- The cost of a ticket from the grey town
- Vocationalizing the humanities
- A pox on both parties
- It’s all related
- Comprehensively bankrupt
- Another pox, just on one party
- “Running a white flag up the pole?” redux
- Harvesting air
[I]n CS Lewis’ novel, The Great Divorce. There, a bus-load of people make a journey from the shadows of hell (the “grey town”) to the edge of heaven. They are allowed to stay, but every case involves some matter of change, or “loss.” Most of the changes involve strangely cherished habits or matters of identity. An Anglican bishop finds that his “theological” work will be of no use and balks. A mother whose identity seems bound to a child actually demands to have her son (now in heaven) returned to her so she can take him back with her. The injury (murder) of another person has established a grievance. However, the grievance needs to be given up. It has no place within heaven itself. Some things seem rather trivial – a woman’s grumbling, another woman’s sense of embarrassment. But every case poses the question of the truth of a person’s identity. What is it about us that continues into eternity?
… Lewis … offers a character who is enthralled to a besetting sin. In the story, the sin is portrayed as a small lizard that sits on the man’s shoulder. To every suggestion offered by an angel to destroy the lizard, the lizard protests and whispers fearful pleas into the man’s ear. Anyone who has ever known the power of an addiction can relate to the pitiful scene Lewis describes. In the end, in exasperation, the man cries out that the angel can do what it wants. The lizard is seized and killed. And this is where the genius of Lewis comes in. The lizard collapses in a heap of ashes on the ground. However, within moments, something comes forth from the ground. What was once a hideous lizard is now a mighty steed. The newly liberated man mounts on its back and gallops into the greater, deeper realms of heaven. It is the only image of a completed transformation in Lewis’ collection of vignettes. It contains something important in the question of our identity.
Sin, like evil, is never a thing-in-itself. It is always a misuse, or disfigurement of something good. Everything created by God is good, only its misdirection and distortion makes it evil.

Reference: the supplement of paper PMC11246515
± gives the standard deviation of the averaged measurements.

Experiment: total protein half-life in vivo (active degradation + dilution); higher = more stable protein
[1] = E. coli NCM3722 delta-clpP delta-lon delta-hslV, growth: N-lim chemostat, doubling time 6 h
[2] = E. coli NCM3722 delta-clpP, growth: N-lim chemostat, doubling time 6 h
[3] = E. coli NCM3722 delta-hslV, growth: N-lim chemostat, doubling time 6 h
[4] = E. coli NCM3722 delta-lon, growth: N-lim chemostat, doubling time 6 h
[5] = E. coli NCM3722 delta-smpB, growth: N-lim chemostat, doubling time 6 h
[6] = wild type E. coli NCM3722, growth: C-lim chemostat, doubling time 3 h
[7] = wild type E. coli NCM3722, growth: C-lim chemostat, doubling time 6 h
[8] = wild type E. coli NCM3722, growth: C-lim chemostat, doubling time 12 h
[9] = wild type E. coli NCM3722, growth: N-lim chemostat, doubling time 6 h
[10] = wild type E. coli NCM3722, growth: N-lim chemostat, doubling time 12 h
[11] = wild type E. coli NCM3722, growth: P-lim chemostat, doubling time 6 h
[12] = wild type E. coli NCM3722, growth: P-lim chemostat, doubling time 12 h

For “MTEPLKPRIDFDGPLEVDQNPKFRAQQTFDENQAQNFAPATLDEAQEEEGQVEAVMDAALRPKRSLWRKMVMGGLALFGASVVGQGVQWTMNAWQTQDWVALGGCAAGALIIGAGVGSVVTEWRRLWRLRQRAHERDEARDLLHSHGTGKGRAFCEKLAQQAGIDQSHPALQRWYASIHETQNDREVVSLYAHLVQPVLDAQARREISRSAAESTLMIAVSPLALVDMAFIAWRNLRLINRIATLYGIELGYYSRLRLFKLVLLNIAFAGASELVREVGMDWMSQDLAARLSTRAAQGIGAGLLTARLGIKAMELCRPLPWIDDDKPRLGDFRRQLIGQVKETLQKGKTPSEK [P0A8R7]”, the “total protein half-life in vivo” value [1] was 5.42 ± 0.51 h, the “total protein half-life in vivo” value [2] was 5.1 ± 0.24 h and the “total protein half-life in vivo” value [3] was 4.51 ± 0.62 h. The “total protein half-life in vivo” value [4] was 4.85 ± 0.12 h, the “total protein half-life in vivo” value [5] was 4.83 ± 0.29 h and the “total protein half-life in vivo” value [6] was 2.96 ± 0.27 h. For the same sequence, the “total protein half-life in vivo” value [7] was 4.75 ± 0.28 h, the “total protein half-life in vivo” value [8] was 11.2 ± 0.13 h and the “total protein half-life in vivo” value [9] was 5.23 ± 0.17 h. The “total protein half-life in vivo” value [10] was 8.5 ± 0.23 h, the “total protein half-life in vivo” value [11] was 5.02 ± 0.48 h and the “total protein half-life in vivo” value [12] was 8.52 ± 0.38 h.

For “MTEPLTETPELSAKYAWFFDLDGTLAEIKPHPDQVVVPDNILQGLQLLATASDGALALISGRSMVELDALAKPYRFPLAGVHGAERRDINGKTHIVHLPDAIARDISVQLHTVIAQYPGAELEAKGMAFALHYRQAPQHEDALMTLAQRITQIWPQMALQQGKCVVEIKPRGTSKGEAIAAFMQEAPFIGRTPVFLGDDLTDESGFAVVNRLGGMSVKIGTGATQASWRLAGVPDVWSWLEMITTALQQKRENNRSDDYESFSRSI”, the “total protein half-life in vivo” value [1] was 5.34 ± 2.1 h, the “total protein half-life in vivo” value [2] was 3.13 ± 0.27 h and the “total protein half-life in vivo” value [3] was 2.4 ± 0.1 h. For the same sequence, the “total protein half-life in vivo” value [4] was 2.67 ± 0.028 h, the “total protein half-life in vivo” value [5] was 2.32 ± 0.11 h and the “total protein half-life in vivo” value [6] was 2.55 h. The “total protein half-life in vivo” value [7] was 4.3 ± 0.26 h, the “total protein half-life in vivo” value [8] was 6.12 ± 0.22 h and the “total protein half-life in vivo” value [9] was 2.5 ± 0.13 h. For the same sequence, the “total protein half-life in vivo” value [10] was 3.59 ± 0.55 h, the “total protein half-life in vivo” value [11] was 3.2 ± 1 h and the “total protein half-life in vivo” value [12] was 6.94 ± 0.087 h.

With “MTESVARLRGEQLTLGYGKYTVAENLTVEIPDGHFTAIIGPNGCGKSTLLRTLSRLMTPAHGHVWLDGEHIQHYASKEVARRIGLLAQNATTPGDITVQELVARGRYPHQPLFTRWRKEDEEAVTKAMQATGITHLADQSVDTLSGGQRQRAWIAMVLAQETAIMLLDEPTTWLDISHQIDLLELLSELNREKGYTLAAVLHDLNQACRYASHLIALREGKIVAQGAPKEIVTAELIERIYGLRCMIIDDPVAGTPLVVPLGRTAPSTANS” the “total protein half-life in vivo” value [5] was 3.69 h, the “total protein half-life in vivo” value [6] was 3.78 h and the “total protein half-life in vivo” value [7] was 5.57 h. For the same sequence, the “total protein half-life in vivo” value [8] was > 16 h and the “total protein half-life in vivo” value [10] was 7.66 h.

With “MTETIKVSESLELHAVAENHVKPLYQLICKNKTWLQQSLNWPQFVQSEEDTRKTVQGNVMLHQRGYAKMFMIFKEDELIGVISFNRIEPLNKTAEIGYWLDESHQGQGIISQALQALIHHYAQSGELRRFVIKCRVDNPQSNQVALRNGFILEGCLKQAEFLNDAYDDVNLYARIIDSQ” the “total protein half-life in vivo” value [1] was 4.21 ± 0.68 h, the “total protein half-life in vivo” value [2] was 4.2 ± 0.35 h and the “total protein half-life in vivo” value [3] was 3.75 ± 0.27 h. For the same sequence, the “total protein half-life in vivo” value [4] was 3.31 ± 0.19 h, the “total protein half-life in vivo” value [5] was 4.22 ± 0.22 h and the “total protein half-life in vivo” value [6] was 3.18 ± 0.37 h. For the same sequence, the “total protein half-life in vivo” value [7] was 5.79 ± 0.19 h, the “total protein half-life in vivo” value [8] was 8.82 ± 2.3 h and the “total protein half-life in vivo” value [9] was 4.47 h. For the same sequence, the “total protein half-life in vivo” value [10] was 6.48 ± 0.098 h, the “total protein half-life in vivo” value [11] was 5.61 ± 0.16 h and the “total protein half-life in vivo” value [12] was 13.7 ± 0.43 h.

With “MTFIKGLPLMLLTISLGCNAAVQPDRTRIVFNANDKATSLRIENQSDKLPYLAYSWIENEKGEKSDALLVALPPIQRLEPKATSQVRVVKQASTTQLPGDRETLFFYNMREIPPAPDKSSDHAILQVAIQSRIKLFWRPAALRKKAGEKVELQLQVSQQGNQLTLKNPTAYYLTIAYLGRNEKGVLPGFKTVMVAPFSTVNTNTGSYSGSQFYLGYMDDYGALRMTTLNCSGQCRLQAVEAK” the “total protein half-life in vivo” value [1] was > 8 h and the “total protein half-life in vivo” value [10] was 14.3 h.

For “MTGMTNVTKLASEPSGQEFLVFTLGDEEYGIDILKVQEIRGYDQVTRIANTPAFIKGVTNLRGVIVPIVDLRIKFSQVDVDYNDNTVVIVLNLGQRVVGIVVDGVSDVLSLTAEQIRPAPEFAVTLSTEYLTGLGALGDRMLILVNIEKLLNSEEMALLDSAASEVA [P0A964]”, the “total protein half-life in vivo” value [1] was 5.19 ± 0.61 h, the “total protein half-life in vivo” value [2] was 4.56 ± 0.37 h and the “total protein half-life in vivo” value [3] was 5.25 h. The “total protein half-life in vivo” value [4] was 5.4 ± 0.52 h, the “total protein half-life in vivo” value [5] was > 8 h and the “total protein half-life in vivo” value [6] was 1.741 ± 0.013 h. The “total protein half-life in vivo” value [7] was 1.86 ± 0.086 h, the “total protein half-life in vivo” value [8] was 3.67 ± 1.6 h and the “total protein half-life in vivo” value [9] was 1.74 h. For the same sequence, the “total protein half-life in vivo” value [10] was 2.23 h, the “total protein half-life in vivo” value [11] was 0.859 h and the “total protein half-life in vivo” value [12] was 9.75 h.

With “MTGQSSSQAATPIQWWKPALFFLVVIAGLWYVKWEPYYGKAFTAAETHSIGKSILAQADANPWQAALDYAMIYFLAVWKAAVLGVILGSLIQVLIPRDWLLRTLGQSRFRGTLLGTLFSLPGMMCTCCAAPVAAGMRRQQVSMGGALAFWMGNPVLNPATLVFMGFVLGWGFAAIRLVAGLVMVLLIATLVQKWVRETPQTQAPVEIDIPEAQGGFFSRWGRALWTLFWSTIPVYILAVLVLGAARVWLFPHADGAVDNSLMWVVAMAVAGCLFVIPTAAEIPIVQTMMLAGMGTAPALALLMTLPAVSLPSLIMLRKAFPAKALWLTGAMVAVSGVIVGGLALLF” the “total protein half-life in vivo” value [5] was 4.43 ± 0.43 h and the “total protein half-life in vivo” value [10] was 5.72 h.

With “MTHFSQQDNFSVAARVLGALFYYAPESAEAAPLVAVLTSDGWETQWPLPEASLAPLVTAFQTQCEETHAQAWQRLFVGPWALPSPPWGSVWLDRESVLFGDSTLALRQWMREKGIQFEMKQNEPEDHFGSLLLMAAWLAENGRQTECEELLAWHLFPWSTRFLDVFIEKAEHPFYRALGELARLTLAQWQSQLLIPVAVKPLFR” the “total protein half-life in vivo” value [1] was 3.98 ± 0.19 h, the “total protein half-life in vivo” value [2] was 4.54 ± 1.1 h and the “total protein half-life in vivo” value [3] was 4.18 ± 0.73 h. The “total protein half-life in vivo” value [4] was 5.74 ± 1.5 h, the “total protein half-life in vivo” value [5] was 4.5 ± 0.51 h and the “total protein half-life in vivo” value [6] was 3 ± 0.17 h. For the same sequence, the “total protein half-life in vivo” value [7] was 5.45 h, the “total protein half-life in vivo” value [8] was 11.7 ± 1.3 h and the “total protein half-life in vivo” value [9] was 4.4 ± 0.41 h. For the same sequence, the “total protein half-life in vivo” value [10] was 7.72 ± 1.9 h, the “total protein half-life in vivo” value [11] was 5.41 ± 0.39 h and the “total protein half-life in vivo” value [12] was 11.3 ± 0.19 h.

(Fr. Stephen Freeman, The Truth of the Soul) I have written often of the influence The Great Divorce had on me 20-22 years ago. It’s one of Lewis’s two odd masterpieces: along with The Screwtape Letters, it probably is in the bottom 50% of his oeuvre for sheer literary quality (at least the genre is odd enough to be hard to compare), but it packs a powerful spiritual punch for those who, through some providential process, are ready to hear.
Thanks to Fr. Stepen for putting it “in other words.”
Judged by the catalogs, curricula and websites of American colleges and universities, American higher education already is vocational. The number of degrees in nursing, social work, education and the holy quartet of STEM—science, technology, engineering and mathematics—vastly outweighs those awarded in the humanities, which is where we’re supposed to find the pure arts of thinking. One out of every five bachelor-level degrees is in business—which is to say, accounting, marketing, management and real estate—while one in 10 is in a health-related field.
Business and education lead the parade among master’s-level degrees; the bulk of doctoral degrees are in medicine, law, biology and engineering. The highest-growth fields since 2008 have been homeland security, law enforcement, firefighting, parks, recreation, leisure and fitness studies.
Even education in the humanities has become vocationalized, although the transformation is subtle. Take almost any college or university literature department at random, and its faculty will be composed of people who have been trained in other college and university literature programs to be literature professors. History majors are, in department after department, seen—and taught—as future history professionals, whether in museums or colleges. Even in schools that still valiantly defend the virtue of a liberal arts education, much of it tends ineluctably toward professional formation, not breadth or understanding. Vocational training is what higher education has been doing without even realizing it.
I would not be surprised were this true of humanities within the modern multi-versity, but am dubious that it’s true of liberal arts colleges.
But what do I know?
“It is impossible,” [Matthew Walther] wrote, “to reconcile Catholic orthodoxy — the immortal teachings of the church that have not changed but only developed, like a musical theme, since the death of the last apostle — with the platforms of either major political party.” The Democratic Party’s liberalism on social issues clearly contradicts Catholic teaching, while “the libertarian economics championed by the Republican Party are absolutely at odds with a plain reading of the documents that together comprise the church’s social teaching.”